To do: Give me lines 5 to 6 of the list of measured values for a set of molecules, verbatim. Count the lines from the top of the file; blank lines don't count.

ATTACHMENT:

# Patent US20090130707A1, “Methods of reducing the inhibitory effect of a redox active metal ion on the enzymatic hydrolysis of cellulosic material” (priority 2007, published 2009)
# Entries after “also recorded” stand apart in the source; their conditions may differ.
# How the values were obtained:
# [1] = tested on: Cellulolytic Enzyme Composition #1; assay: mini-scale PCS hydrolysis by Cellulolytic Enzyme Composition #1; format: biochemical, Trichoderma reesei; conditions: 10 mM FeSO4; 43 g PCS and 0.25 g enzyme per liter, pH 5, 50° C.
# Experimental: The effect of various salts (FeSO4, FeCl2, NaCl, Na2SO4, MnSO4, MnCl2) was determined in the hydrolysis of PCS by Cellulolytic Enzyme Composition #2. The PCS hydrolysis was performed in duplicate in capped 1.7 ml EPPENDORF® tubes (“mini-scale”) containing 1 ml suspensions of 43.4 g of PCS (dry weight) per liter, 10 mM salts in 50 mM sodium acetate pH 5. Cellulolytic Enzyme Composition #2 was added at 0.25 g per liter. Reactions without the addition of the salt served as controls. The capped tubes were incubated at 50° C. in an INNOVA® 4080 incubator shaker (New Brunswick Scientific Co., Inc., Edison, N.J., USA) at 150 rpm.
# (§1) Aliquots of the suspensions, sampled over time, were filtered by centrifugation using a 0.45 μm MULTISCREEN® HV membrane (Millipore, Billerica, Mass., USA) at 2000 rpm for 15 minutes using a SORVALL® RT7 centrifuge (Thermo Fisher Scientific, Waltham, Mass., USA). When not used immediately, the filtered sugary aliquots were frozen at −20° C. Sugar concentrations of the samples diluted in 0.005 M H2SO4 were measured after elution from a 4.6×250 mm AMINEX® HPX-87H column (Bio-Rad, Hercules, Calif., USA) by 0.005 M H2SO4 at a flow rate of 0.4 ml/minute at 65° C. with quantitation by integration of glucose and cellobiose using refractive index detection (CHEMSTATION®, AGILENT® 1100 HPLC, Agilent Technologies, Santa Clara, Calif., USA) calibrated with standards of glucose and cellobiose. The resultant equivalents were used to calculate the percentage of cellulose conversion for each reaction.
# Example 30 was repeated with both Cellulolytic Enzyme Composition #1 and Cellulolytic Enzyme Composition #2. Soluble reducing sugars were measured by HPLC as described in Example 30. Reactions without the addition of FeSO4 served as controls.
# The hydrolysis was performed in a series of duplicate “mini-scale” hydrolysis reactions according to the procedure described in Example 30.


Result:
# Experimental: The effect of various salts (FeSO4, FeCl2, NaCl, Na2SO4, MnSO4, MnCl2) was determined in the hydrolysis of PCS by Cellulolytic Enzyme Composition #2. The PCS hydrolysis was performed in duplicate in capped 1.7 ml EPPENDORF® tubes (“mini-scale”) containing 1 ml suspensions of 43.4 g of PCS (dry weight) per liter, 10 mM salts in 50 mM sodium acetate pH 5. Cellulolytic Enzyme Composition #2 was added at 0.25 g per liter. Reactions without the addition of the salt served as controls. The capped tubes were incubated at 50° C. in an INNOVA® 4080 incubator shaker (New Brunswick Scientific Co., Inc., Edison, N.J., USA) at 150 rpm.
# (§1) Aliquots of the suspensions, sampled over time, were filtered by centrifugation using a 0.45 μm MULTISCREEN® HV membrane (Millipore, Billerica, Mass., USA) at 2000 rpm for 15 minutes using a SORVALL® RT7 centrifuge (Thermo Fisher Scientific, Waltham, Mass., USA). When not used immediately, the filtered sugary aliquots were frozen at −20° C. Sugar concentrations of the samples diluted in 0.005 M H2SO4 were measured after elution from a 4.6×250 mm AMINEX® HPX-87H column (Bio-Rad, Hercules, Calif., USA) by 0.005 M H2SO4 at a flow rate of 0.4 ml/minute at 65° C. with quantitation by integration of glucose and cellobiose using refractive index detection (CHEMSTATION®, AGILENT® 1100 HPLC, Agilent Technologies, Santa Clara, Calif., USA) calibrated with standards of glucose and cellobiose. The resultant equivalents were used to calculate the percentage of cellulose conversion for each reaction.